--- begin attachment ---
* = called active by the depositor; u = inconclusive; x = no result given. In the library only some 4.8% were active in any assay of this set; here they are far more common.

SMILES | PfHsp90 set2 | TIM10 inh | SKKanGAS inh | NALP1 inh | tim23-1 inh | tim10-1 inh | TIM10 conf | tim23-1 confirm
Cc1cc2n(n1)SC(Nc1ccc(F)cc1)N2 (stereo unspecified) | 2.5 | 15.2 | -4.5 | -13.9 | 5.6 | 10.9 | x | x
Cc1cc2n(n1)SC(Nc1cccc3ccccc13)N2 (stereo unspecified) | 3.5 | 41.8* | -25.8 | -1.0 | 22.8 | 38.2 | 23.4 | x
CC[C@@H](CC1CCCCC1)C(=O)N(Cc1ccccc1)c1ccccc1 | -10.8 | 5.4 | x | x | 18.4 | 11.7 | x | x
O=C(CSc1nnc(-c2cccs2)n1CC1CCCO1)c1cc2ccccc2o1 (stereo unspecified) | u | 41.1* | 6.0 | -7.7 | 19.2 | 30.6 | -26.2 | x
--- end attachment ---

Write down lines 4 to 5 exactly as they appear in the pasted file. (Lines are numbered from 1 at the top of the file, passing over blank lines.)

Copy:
Cc1cc2n(n1)SC(Nc1cccc3ccccc13)N2 (stereo unspecified) | 3.5 | 41.8* | -25.8 | -1.0 | 22.8 | 38.2 | 23.4 | x
CC[C@@H](CC1CCCCC1)C(=O)N(Cc1ccccc1)c1ccccc1 | -10.8 | 5.4 | x | x | 18.4 | 11.7 | x | x